Mexican Center for Music and Sound Arts

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Mary E. already blogged about our days together in Morelia, Michoacán here. I completely echo her sentiments about Morelia, but I wanted to expand upon that discussion to briefly describe  the rest of my week there. Because we took some time to visit the historical center of Morelia in the first few days once Mary E left, I really dedicated myself to my residency in exploring electronic music production and composition at the Centro Mexicano para la Música y las Artes Sonoras (the Mexican Center for Music and Sound Arts, or CMMAS, pronounced see-mas.)

In actuality, there is only so much work that can be done in a week, but I did some reading and preparation ahead of time; that, combined with my tech savvy and the guidance of the amazing CMMAS staff, allowed me to create 3 small, basic electronic compositions. I’ve decided that I am going to compose acoustic instrumental parts to be combined live with the fixed, electronic music that I wrote, creating music that is called electro-acoustic. When I actually do finish the piece, I will end up coming out of the residency with much more music than I originally anticipated would be possible.

Each morning thereafter, I woke up in time to get to my private studio by the time that CMMAS opened. I grabbed some pastries at a local bakery to eat for breakfast and boiled some instant coffee before heading out. Instant coffee is a staple here in Mexico. It makes a terrible cup of coffee when put in water (I was trying to keep to a very small budget), but a delicious café con leche in milk, which I’ve learned is not at all like a latte, but more like a coffee version of a hot cocoa.) I learned quite a few programs for manipulating sounds, and endeavored to compose and learn/explore simultaneously. Thus, the process was very much exploratory with much trial-and-error, but I set some basic parameters in that I had some previously recorded sounds that I composed (or had the rights to use) that I manipulated in different ways.

The staff also kindly set up some microphones so that I could record Mary E’s flute playing. I am most excited about the piece that I am writing for her, which will be for solo flute and CD (consisting of manipulated flute sounds that remind me of our local Metro station.) We collaborated on the recorded sounds in that although I wanted her to improvise, I gave her different styles to use in the creation of the music which I combined in different ways.

Each day I would work straight until lunch, meander out to get a quick and cheap comida corrida (and stuff myself as much as possible), come back and work until closing. Then at night I would cook an inexpensive meal of bean tacos, Skype with Mary E, and watch something on Netflix. (The Latin American iteration of Netflix is frustrating because it has much less content than the US version and rarely anything that we’re dying to see, but just enough so that you can’t really complain. It’s worth the approx. $7.99 (US) per month for the service, but you don’t get more than your money’s worth like you do in the US…but I digress.)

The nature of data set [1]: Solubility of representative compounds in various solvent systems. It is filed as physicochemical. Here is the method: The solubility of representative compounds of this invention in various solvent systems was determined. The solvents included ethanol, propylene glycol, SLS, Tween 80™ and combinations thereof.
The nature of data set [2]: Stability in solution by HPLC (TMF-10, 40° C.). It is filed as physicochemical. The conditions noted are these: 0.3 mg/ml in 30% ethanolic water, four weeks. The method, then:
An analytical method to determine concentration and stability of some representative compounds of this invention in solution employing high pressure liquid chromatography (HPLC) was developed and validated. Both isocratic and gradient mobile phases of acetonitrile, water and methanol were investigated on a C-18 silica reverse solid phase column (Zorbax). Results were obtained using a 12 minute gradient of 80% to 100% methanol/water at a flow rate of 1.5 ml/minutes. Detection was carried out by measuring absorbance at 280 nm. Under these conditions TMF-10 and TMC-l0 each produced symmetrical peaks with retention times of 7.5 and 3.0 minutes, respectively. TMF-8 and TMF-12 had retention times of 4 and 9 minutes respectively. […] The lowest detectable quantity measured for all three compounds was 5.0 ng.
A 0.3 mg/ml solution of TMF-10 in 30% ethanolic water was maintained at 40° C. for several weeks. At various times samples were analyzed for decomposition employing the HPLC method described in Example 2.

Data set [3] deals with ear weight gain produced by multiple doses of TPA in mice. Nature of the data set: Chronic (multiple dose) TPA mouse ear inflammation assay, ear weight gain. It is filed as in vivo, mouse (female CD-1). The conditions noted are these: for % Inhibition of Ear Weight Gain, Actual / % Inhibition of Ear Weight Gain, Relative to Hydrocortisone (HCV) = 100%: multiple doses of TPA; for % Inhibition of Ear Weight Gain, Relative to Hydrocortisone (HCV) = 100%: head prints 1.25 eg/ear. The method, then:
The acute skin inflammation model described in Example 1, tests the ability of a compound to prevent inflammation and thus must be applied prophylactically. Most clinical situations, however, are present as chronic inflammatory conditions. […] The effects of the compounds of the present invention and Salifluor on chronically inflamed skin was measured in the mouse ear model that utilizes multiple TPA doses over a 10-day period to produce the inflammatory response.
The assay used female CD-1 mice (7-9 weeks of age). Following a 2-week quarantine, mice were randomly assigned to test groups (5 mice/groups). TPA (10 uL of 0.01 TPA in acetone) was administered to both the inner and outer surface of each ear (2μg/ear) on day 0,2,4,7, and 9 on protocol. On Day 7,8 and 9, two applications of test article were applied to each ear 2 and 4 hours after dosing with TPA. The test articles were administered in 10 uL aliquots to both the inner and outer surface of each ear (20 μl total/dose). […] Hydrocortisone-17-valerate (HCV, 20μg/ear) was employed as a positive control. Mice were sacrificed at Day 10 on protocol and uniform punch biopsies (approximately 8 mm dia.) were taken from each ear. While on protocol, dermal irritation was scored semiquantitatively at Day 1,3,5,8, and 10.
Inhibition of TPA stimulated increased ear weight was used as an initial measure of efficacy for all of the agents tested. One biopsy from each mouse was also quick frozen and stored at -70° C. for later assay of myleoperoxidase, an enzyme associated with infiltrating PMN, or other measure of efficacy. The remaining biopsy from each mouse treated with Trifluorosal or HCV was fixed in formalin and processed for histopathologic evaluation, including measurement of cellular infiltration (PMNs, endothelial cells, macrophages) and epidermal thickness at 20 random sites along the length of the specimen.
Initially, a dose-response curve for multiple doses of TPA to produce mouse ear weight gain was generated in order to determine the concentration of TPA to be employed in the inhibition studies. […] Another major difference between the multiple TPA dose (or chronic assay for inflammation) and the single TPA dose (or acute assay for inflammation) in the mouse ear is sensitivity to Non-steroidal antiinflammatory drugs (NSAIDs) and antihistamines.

Thanks to the amazing staff and facilities, I really feel like I learned a lot, especially in doing some basic mastering, and I am happy with my first electronic pieces, which I consider as akin to a big paper at the end of a class. I am grateful to the friends that I made there, especially Dr. Rodrigo Sigal, who is an amazing composer and person. He founded the facility and it’s useful, vital, and very successful here in Mexico (and he’s in Japan right now, how cool is that!?). I am so excited to be playing the Mexican premiere of his piece Blood Stream for tuba and electronics in June.

El Dr. Sigal

If you’ll promise to be kind, HERE is a link to the music that I made during my 1 week there. Please keep in mind that I’m not intending for these recordings to be played alone, as I am composing instrumental parts to go along with them. I hope that someday soon I can either go back to study more at CMMAS, or have access to a computer music studio, or a computer at home equipped with some of that software. Again, a million thanks to Dr. Sigal and the CMMAS staff for hosting me, and if anyone is seriously interested in this music, I highly recommend going there to study and work!

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One response »

  1. I’m so glad you’re getting to do some composing–I really like your stuff and think you’re talented. The more you can do of it, the better. It definitely feels like we’re only hearing one half of the conversation right now (because we are), so I’m looking forward to hearing the acoustic additions to the pieces. Be sure to post those as well!

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